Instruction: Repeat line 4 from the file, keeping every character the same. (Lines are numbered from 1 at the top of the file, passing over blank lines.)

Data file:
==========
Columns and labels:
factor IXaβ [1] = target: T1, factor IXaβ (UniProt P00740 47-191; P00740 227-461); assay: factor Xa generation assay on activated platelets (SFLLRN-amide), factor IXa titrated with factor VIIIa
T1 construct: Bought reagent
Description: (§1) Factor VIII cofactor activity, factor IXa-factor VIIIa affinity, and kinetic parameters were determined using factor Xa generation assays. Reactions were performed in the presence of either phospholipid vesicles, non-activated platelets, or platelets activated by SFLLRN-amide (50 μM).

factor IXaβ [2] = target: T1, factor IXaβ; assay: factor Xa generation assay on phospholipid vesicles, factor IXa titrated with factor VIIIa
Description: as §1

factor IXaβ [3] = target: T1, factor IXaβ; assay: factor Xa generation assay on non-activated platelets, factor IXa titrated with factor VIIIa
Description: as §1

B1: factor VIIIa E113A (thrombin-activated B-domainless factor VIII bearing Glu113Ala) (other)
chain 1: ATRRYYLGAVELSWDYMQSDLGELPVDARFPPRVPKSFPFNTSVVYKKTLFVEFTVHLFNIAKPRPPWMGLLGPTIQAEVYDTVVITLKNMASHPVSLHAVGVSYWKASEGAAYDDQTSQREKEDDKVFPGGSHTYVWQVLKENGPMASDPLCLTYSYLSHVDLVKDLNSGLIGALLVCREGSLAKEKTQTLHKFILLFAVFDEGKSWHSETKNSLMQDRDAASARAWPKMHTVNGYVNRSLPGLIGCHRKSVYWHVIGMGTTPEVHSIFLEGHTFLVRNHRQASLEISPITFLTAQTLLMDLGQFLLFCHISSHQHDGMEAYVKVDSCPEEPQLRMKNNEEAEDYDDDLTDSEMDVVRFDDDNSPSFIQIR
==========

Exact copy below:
Description: (§1) Factor VIII cofactor activity, factor IXa-factor VIIIa affinity, and kinetic parameters were determined using factor Xa generation assays. Reactions were performed in the presence of either phospholipid vesicles, non-activated platelets, or platelets activated by SFLLRN-amide (50 μM).